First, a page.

By SUSAN HAIGH, Associated Press
SOUTHINGTON, Conn. (AP) _ Former wrestling executive Linda McMahon announced Tuesday she is making a second run for a Connecticut U.S. Senate seat, saying the nation’s economy has not improved since her 2010 campaign and she believes Washington needs her business experience.
“We still have high employment. We still have higher deficits. Our debt is clearly growing. So the issues that drove me to get into the campaign the first time are really the driving force again in this campaign,” McMahon told The Associated Press in an interview, following her announcement at a Southington business that manufactures custom built coil processing machines.
“I believe we need people with business experience,” she said. “We didn’t accomplish that the last time around.”
This time, the Republican is hoping to fill the seat being vacated by the retiring Sen. Joe Lieberman, an independent.
While her message of being “a job creator” is the same as in 2010, when she spent about $50 million of her own money on the race, McMahon said there will be some changes to her campaign strategy. For example, she said she plans to have “a robust fundraising component” this time.
McMahon, 62, acknowledged, however, that she also plans to spend her own money, saying she’s “willing to invest to serve.” She would not elaborate on how much.
McMahon received some criticism for her spending during the 2010 race, when she ran against Democratic Attorney General Richard Blumenthal. While she inundated voters with television ads and political mailings, Blumenthal was able to win the seat– formerly held by Democratic Sen. Christopher Dodd, who retired– by more than 10 percentage points.
Chris Healy, the former state Republican Party chairman, said he believes McMahon’s message of building a successful company with her husband, Vince McMahon, will resonate with voters this time around.
“People are scared, really frightened about their futures, whether it’s health care, whether it’s education, whether it’s just holding onto the job they have,” he said. “So, Linda has built an immense economic record in the private sector, she’s been a very generous person in her private life,” Healy said.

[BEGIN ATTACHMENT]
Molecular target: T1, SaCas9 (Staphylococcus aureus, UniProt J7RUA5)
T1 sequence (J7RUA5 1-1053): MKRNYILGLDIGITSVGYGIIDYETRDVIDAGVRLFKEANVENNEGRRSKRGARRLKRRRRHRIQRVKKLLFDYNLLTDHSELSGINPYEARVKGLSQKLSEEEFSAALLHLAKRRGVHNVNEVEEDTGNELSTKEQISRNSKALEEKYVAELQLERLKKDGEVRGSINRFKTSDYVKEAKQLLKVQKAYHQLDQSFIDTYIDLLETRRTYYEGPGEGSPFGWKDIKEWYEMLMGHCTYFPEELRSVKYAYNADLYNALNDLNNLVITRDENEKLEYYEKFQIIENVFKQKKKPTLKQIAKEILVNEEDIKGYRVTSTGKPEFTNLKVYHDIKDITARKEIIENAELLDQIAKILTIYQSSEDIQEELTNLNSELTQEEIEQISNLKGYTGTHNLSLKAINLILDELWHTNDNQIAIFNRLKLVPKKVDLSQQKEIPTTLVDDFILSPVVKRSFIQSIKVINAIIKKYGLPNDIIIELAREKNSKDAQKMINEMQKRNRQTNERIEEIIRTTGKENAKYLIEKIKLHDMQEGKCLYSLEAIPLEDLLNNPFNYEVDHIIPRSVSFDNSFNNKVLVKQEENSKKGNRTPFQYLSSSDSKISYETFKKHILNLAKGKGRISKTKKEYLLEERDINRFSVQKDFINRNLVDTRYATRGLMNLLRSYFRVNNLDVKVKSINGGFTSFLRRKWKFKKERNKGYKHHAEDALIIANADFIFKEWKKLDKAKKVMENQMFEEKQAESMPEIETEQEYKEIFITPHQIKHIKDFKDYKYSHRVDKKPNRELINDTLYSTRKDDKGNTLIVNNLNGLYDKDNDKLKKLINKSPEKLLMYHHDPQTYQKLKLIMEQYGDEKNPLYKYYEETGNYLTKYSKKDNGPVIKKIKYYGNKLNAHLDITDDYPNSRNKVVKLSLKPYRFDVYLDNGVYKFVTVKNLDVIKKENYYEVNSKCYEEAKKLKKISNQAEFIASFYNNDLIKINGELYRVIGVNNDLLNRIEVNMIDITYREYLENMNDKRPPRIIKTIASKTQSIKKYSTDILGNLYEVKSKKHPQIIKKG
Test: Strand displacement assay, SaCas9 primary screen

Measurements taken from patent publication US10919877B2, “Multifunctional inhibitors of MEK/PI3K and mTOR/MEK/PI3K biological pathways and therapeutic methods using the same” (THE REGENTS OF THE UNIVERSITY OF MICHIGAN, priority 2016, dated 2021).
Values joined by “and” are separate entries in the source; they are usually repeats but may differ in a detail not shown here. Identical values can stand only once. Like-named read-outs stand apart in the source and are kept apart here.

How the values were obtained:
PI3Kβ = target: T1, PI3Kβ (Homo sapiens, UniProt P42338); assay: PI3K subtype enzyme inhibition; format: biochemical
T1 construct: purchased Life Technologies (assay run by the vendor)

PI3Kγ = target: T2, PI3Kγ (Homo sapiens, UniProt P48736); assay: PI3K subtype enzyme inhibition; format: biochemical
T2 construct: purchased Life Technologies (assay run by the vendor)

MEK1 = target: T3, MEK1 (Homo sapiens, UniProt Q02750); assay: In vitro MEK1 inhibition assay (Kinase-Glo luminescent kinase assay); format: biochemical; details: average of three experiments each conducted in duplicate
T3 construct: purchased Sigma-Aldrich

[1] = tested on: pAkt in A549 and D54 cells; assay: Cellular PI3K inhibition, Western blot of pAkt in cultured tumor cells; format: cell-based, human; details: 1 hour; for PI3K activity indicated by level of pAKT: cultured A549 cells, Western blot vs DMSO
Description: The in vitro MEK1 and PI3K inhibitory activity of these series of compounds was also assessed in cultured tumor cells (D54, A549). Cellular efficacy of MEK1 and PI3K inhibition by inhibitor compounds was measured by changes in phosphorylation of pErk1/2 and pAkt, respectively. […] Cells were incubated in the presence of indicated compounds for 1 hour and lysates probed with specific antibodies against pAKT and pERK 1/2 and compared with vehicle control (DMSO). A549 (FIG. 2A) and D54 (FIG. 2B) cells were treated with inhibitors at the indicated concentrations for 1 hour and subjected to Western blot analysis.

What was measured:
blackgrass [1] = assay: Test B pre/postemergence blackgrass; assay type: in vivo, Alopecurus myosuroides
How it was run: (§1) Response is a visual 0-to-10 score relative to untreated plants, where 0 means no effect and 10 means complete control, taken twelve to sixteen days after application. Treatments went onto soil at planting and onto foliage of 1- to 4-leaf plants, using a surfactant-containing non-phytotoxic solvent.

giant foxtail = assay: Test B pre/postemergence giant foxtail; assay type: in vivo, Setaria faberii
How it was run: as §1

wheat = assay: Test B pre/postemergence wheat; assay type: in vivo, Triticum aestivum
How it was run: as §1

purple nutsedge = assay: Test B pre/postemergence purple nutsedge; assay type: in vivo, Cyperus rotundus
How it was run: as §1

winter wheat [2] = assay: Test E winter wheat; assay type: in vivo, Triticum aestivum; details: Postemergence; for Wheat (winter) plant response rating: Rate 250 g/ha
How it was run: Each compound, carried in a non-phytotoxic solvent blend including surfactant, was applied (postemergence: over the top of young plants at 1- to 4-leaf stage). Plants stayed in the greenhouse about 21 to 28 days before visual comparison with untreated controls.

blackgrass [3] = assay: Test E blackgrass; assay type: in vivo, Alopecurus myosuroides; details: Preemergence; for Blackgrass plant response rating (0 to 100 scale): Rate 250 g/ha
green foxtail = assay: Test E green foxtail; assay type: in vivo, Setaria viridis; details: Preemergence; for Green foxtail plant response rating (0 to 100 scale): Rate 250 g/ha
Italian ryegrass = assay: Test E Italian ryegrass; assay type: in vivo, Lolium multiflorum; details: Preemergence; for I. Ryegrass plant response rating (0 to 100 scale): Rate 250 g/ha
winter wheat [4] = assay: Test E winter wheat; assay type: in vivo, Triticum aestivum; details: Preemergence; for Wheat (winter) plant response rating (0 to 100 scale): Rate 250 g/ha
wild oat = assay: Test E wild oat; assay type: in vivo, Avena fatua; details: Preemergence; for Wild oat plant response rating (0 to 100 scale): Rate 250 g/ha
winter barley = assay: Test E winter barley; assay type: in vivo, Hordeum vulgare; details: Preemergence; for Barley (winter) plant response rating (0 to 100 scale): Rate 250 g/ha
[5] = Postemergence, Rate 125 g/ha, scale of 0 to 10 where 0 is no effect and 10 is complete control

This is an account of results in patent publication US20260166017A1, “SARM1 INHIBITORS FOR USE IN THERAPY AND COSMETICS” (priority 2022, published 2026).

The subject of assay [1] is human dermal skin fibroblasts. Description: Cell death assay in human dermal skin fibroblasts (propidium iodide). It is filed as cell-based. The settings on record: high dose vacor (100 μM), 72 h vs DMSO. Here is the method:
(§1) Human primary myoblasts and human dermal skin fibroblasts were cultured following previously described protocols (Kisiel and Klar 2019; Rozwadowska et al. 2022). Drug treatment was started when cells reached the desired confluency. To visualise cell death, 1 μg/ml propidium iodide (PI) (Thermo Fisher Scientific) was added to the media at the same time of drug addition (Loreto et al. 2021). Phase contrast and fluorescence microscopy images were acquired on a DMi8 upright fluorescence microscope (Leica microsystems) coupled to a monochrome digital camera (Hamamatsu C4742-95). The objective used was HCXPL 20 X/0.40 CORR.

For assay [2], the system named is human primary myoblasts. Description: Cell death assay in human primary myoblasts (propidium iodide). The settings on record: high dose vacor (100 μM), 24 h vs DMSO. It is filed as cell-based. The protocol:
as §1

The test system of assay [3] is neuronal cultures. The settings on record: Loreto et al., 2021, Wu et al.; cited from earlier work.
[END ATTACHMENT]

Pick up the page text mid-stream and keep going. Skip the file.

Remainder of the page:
State Sen. Joe Markley, a Southington Republican backed by tea party activists, said he didn’t initially support McMahon in 2010 but got to know her and was impressed. He said he believes once the voters become better acquainted with her, they’ll be willing to give her a second chance.
“I’m glad she’s doing it again,” he said. “I think the challenge of the campaign is going to be to try to get her out and to meet as many people as possible and to have a campaign that communicates who she actually is.”
As they did last year, Democrats criticized McMahon’s ties to WWE and what they said was her attempt to buy the Senate seat.
“Even last year, when voters everywhere were electing Republicans, Connecticut voters said they didn’t need a greedy CEO like McMahon who made her fortune by putting her own profits before the health and safety of her workers and marketing sex and violence to children,” Matt Canter, spokesman for the Democratic Senatorial Campaign Committee, said in a statement. “Nothing has changed about McMahon since voters resoundingly rejected her candidacy last year and she shouldn’t be surprised when it happens again this time around.”
As in 2010, McMahon is facing the prospect of a Republican primary. Former U.S. Rep. Christopher Shays is expected to formally announce his candidacy early next month. Hartford attorney Brian K. Hill and Vernon Mayor Jason McCoy have already jumped in the race for the GOP nomination. Former U.S. Comptroller General David Walker has also been contemplating a run.
On the Democratic side, U.S. Rep. Christopher Murphy, former Secretary of the State Susan Bysiewicz and state Rep. William Tong have already begun their campaigns for their party’s nomination next year.
(Copyright 2011 by The Associated Press. All Rights Reserved.)